The History of Freetown Farm
As the new stewards of this historic, 6.4-acre farm on Harriet Tubman Lane in Howard County, Maryland, CEI reached out to those who helped us purchase and protect this land for their thoughts about what to rename it. CEI is committed to understanding and sharing the social and ecological history of this land.
THE NAME OF THE FARM
The property has been known as Shaw Farm for almost 40 years, named for its prior owner, Mr. David Shaw. We received close to 100 different name suggestions! To honor the important history of this land as well as the ways in which our urban farm will support the journey to a "carbon-free" future, we have, through an iterative process, chosen the name FREETOWN FARM. Our choice of the name Freetown Farm recognizes the important history of the land on which the Community Ecology Institute is putting down roots. We are working to develop programming that tells the story of this land and its historic community.
INDIGENOUS LAND HISTORY
To begin, we acknowledge that we are on the traditional land of the Piscataway Conoy Tribe as well as the Susquehannock, Algonquian, Lenape, Nanticoke, Powhatan, and Patuxent. In 1634, colonists came to the area via the Ark and Dove ships, and colonization of tribal lands was started by Leonard Calvert, Maryland’s first colonial governor. Conflict began to rise as the colonists continued to encroach on tribal lands, culminating in the first treaty in 1666 to establish the Piscataway reservation. This was followed by subsequent treaties, all of which would be broken in the coming years, resulting in the loss of native homelands.
Records show that the plantations of this area used the labor of enslaved people as early as 1690, often for the growing and harvesting of tobacco. Once iron ore was discovered, slave labor was used in mining to support railroads.
When asked what role enslaved people played in developing Howard County, Wylene Burch, the founding director of the Howard County Center of African American Culture explained:
After more than 150 years of slavery in Howard County, in 1845 local landowner Nicolas Worthington freed seventeen people he had enslaved and gave them 150 acres of land—an area that became known as Freetown. According to the 1860 Census, more than one in five Howard County residents was an enslaved person; another 10 percent were free black people—double the proportion of the rest of the state. Local historians believe that Freetown and the surrounding community of Simpsonville served as an important stopover point in the Underground Railroad. Ms. Burch noted research that showed the Underground Railroad thrived in the county because it was in “the tight place” as slaves moved north through Maryland via different waterways, such as the Middle Patuxent and Patapsco rivers.[ii]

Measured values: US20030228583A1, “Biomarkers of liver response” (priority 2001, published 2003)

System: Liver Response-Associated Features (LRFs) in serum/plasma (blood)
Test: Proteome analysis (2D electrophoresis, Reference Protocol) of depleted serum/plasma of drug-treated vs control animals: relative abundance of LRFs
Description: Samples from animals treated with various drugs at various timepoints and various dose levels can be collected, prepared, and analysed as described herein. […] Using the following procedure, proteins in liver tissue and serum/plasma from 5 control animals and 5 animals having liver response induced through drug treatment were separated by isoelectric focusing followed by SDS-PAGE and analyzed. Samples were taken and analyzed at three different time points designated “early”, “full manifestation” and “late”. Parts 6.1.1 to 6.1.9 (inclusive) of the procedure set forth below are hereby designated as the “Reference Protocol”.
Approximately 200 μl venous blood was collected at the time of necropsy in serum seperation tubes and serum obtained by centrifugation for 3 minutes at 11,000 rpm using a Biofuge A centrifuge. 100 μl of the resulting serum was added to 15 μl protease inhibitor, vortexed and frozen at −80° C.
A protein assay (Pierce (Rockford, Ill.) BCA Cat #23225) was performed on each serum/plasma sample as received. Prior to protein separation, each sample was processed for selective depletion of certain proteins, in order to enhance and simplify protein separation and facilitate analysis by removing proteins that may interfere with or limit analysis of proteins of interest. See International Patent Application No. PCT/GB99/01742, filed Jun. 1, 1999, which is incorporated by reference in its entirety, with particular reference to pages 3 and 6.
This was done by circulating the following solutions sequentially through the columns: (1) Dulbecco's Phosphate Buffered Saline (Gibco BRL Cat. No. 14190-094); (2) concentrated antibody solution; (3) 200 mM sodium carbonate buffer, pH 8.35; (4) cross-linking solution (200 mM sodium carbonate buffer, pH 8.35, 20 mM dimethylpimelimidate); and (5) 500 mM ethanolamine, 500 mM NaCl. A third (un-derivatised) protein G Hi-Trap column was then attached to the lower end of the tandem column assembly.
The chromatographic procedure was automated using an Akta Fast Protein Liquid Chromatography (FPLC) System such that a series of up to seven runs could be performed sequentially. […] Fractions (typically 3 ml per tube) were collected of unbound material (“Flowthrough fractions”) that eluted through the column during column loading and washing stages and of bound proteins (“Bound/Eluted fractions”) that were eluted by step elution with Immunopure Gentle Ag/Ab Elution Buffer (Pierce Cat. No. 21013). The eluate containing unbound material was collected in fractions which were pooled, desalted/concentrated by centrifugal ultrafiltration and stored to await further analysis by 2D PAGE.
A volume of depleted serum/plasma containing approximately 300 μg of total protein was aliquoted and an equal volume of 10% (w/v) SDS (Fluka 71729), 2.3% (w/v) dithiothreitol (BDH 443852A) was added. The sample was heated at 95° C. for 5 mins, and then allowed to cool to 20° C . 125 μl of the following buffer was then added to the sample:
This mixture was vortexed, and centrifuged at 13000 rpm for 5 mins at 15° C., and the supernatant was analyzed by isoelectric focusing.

Our farm on Harriet Tubman Lane sits at the intersection of three locations on the Freetown-Simpsonville Legacy Trail known to have been part of the Underground Railroad:[iii]
The farm is located across the street from the Harriet Tubman School, a segregated high school for African American students established in 1948. Howard County Schools did not honor the 1954 Supreme Court Ruling mandating racial integration of schools until 1965. At that time, the Harriet Tubman School was closed after a new, integrated school, Atholton High School, was built next door. The Harriet Tubman School is now being renovated to become a historic, educational, and cultural center for the community. We are excited to pursue programming partnerships with the Harriet Tubman School once their facilities are complete. As that work continues, the Howard County Branch of the NAACP is stewarding a garden plot on the farm that will both help to tell the story of the African American history on this land and address local food justice issues.
Freetown Farm is located in Columbia, Maryland—a unique, planned community founded in 1967 by James Rouse, whose commitment to racial integration and openness set an example for the nation. From its inception, Columbia championed integration—across race, class, and faith. The city’s iconic “People Tree” statue embodies this vision of our inter-connectedness. Rouse described Columbia as “a garden for growing people.”[iv] At Freetown Farm we aim to honor the rich legacies in our soil.
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The Community Ecology Institute co-authors the material on this blog with the support of several team members.